A phrase you’ll hear tossed around with insistence and irritation among cosplayers is “screen accurate”. People will ask if you’re going for “screen accurate” with a costume, or one might bitch to another about getting “screen accurate” hair. Screen accuracy is just a way to talk about how much your costume and acoutrements look like the character’s as they appear on the screen (or page), and an important step in putting together your costume is deciding where you stand on the accuracy issue.
Some cosplayers are sticklers for accuracy, focusing on details and perfect replication. Other cosplayers, not so much. To help you decide which direction to lean, we’re going to talk about wearability, travel, recognition, and skill level and how these concerns can be impacted by accuracy. For each concern, we’ve presented a point-counterpoint argument, with the lovely Sabine arguing in favor of screen accuracy and Shadowen arguing against.
This debate can get rough, so gird your loins, fellow cosplayers. Unless, of course, your costume calls for nudity.
Shadowen: When putting together your costume, the fact should be foremost in your mind that you’re going to be wearing it all damn day. As we’ve discussed, what you plan to do at the con should factor into choosing a costume, and it should also factor into making the costume itself. Sometimes, that means sacrificing accuracy for the sake of wearability. I’m of the opinion that comfort and function are more important than strict screen accuracy.
Sabine: Wearability is essential for a costume that's going to con with you. However, wearability and screen accuracy don't have to be mutually exclusive; off the top of my head, here are some costumes that are comfortable and easily replicable: Han Solo, Indiana Jones, the Firefly crew, Dethklok, etc, etc.
Sabine: As previously mentioned, a screen accurate costume doesn't necessarily have to be hard to pack or travel with. Another question with travel: do you really want to travel with your costume? Being able to tote a costume around is great, but part of making a really screen accurate costume is having a showpiece. Do you need to carry it to con, or are you content with posting your pictures online or basking in the glow of the approval of your costumer friends?
Shadowen: Say you want to do this fantastic showpiece. You have a plan. It’ll be seven feet glorious feet of papier mache and will look exactly like it does on the show. You’ve got the skill, the money, the time, and the motivation. In theory, this is a great idea. If you’re driving to the con in a sedan with three other people, not so much. Likewise, if you have to take an especially delicate costume piece on an airplane. Adjusting your costuming with travel limitations in mind might make the end result less accurate, but it can also save you a lot of grief.
Shadowen: I’ve said it before, and I’ll say it again: Every costume has some aspect that makes it iconic and recognizable, whether it’s a particular jacket, a certain tattoo, or an especially fierce hat. As long as you hit those high points, you’ve got room to maneuver on everything else. Like these guys. You don’t need to get all the details right, just the right details.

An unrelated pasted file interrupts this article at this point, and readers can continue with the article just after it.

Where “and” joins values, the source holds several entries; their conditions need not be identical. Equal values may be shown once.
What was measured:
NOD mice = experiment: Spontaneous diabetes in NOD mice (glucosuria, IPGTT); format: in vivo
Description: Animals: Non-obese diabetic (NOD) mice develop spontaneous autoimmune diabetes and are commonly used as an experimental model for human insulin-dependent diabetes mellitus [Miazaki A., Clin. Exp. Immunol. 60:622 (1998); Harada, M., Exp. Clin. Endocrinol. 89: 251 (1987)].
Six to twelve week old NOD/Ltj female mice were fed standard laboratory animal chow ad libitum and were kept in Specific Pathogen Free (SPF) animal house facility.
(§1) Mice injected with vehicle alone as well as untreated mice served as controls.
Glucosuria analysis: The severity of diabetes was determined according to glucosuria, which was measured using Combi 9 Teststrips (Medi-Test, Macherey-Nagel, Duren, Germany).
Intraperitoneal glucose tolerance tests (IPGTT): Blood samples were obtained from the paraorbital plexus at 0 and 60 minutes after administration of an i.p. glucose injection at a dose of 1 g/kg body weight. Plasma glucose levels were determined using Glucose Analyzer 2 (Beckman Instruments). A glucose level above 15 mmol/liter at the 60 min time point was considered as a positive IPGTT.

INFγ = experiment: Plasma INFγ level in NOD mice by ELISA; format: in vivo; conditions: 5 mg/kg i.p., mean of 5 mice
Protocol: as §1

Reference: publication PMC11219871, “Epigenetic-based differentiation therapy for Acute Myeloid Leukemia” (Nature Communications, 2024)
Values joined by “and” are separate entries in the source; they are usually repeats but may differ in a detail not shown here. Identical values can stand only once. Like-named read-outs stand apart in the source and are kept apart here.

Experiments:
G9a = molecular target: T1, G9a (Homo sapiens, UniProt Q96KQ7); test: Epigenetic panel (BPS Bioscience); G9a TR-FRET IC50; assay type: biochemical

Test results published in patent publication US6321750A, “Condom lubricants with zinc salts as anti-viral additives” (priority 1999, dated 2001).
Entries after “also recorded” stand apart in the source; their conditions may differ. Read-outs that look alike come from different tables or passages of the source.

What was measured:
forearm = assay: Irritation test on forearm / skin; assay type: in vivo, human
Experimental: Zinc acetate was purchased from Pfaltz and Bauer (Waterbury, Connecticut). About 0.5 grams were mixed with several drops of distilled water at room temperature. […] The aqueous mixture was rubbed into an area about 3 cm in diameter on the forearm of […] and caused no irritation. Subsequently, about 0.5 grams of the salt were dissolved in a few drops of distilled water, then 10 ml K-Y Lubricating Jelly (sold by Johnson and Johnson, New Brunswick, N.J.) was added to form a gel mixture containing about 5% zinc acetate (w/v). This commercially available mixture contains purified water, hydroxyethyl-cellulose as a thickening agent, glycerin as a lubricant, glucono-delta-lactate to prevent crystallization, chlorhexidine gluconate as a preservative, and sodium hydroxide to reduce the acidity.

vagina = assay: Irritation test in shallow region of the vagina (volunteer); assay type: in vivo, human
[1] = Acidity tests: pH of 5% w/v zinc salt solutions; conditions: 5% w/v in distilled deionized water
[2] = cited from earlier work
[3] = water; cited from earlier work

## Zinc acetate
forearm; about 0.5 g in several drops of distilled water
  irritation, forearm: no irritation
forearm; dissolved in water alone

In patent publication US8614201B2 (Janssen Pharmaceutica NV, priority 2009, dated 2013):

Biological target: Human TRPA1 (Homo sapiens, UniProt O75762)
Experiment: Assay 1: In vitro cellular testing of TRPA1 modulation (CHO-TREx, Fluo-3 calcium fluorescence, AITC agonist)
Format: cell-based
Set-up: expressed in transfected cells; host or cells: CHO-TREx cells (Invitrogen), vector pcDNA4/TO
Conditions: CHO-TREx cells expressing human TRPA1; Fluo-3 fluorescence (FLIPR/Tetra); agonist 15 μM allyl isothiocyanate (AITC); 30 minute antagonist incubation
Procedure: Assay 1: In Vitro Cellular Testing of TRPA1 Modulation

Sabine: Even for those costumes, the process of creating that iconic element exactly as it appears in the source material can be incredibly rewarding. But why stop there? Let's take Rimmer from Red Dwarf, as an example. Anybody can be a hologram with a silver H on their head, but how much more awesome is it to make the full uniform (or a lovely gingham dress)?
Sabine: An accurate costume is really a chance to show off your skills. There's an incredible amount of joy in getting that one piece exactly like it's supposed to look. From armor to intricate beading, a screen accurate costume can show exactly what you're made of. However, a costume doesn't have to be hard or even entirely handmade to be screen accurate.
Shadowen: If you’ve got mad style skills, taking on the challenge of exact accuracy can be a thrill beyond measure. On the other hand, if you’re going to your first con and just learning to work your sewing machine, going for perfect screen accuracy might leave you with little more than bent needles and a broken spirit. That’s not to say that you shouldn’t challenge yourself or that you can’t have an accurate costume with minimal skills, but know what you’re able and willing to do. Say you’re hell bent, for instance, on cosplaying Padme Amidala - Let’s be honest, here, we’ve all fantasized about those costumes - but you’ve never made anything more complex than a flounced skirt and you have no idea how to make your hair defy gravity. Try going for a simpler version of one of those mind blowing dresses or the skin-tight white number from Attack of the Clones.
As always, it comes down to priorities. If what you want is a perfect, accurate costume, make it happen and find a way to manage the difficulties. If you’re looking for a more relaxed con experience, you might have to sacrifice a little on your costuming. Either way or anywhere in between, we wish you luck and remind you that this shit is supposed to be fun.